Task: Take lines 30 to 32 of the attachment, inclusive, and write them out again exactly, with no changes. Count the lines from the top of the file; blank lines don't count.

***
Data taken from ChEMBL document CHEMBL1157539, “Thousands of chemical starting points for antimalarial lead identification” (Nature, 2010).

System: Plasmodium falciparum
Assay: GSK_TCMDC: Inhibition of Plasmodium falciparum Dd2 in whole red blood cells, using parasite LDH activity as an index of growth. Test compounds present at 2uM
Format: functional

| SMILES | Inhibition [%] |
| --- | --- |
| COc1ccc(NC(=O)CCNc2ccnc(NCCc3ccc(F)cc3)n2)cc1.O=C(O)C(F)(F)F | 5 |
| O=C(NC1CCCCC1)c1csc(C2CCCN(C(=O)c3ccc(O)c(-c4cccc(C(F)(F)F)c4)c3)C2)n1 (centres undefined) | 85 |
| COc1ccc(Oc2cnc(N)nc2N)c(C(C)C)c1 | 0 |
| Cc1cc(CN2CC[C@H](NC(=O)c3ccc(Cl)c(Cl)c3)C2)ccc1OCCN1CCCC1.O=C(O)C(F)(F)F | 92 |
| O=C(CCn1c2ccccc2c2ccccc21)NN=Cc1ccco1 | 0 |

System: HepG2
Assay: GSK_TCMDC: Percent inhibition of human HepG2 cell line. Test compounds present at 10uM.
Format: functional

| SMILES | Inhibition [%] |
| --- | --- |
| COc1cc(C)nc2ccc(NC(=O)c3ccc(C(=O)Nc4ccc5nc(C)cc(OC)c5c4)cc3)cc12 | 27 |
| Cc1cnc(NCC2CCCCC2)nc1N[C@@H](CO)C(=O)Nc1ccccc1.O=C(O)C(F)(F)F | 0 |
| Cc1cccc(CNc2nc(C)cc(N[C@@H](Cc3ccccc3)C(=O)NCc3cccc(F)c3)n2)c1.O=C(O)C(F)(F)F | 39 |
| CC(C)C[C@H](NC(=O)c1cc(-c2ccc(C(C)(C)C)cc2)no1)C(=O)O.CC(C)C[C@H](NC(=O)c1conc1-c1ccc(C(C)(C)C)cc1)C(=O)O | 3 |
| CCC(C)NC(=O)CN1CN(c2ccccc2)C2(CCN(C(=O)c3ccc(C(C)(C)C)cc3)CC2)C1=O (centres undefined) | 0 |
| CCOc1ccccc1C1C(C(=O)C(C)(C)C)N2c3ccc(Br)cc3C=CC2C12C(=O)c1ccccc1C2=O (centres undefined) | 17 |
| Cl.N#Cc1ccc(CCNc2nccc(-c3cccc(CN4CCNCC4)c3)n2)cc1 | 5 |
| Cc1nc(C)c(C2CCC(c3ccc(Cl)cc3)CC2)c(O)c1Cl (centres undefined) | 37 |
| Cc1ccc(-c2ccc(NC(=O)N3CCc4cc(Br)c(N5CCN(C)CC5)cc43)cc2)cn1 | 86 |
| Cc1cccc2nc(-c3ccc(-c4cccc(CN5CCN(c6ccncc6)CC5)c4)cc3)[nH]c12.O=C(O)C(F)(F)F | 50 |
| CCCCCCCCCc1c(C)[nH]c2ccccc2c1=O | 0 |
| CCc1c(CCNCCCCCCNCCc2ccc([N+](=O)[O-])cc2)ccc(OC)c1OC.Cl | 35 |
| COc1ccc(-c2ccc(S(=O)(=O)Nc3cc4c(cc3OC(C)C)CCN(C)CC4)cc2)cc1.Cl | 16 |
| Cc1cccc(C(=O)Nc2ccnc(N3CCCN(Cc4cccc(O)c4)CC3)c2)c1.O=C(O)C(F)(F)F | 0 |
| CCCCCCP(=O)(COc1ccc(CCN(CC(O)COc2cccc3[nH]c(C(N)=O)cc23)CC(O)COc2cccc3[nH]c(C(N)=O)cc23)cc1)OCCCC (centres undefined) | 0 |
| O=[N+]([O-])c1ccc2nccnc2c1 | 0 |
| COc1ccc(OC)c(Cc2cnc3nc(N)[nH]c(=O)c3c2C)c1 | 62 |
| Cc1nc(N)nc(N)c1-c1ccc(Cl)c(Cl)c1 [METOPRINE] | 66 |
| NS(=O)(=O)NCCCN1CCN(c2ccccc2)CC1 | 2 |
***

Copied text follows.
| Cc1cccc(C(=O)Nc2ccnc(N3CCCN(Cc4cccc(O)c4)CC3)c2)c1.O=C(O)C(F)(F)F | 0 |
| CCCCCCP(=O)(COc1ccc(CCN(CC(O)COc2cccc3[nH]c(C(N)=O)cc23)CC(O)COc2cccc3[nH]c(C(N)=O)cc23)cc1)OCCCC (centres undefined) | 0 |
| O=[N+]([O-])c1ccc2nccnc2c1 | 0 |